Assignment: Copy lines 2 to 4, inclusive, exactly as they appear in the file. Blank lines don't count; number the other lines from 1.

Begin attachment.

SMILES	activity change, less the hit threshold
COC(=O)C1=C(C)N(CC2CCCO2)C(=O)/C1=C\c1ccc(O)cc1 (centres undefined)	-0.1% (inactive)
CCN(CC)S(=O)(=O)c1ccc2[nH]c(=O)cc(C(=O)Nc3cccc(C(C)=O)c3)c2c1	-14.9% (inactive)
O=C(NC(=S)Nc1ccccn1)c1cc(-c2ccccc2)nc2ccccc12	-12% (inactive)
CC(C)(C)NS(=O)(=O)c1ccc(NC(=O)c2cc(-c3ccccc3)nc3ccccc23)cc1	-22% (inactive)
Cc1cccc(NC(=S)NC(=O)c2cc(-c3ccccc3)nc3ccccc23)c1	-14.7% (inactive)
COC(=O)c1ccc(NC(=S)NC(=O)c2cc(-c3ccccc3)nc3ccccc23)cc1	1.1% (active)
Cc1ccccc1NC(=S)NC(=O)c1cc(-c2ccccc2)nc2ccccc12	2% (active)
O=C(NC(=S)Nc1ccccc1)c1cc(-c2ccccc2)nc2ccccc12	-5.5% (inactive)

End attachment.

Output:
COC(=O)C1=C(C)N(CC2CCCO2)C(=O)/C1=C\c1ccc(O)cc1 (centres undefined)	-0.1% (inactive)
CCN(CC)S(=O)(=O)c1ccc2[nH]c(=O)cc(C(=O)Nc3cccc(C(C)=O)c3)c2c1	-14.9% (inactive)
O=C(NC(=S)Nc1ccccn1)c1cc(-c2ccccc2)nc2ccccc12	-12% (inactive)